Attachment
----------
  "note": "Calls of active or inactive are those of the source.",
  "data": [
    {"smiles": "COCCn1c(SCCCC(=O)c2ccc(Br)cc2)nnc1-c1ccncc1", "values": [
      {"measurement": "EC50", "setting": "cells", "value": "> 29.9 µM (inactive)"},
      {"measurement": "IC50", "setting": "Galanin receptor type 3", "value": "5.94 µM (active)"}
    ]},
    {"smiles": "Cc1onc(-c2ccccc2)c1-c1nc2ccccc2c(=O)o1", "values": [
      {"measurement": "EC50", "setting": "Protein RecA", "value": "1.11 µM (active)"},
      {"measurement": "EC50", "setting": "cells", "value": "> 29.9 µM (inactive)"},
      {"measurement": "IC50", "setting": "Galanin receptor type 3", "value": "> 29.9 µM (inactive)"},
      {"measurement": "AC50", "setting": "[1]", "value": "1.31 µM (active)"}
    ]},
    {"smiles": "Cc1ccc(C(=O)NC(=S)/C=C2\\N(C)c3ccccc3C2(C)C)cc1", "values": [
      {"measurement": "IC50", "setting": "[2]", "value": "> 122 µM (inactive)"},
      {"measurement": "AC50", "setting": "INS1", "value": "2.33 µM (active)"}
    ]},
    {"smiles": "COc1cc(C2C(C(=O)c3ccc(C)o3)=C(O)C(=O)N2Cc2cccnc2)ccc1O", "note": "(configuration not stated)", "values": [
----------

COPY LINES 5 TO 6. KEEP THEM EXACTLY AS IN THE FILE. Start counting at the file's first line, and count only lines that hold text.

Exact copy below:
      {"measurement": "IC50", "setting": "Galanin receptor type 3", "value": "5.94 µM (active)"}
    ]},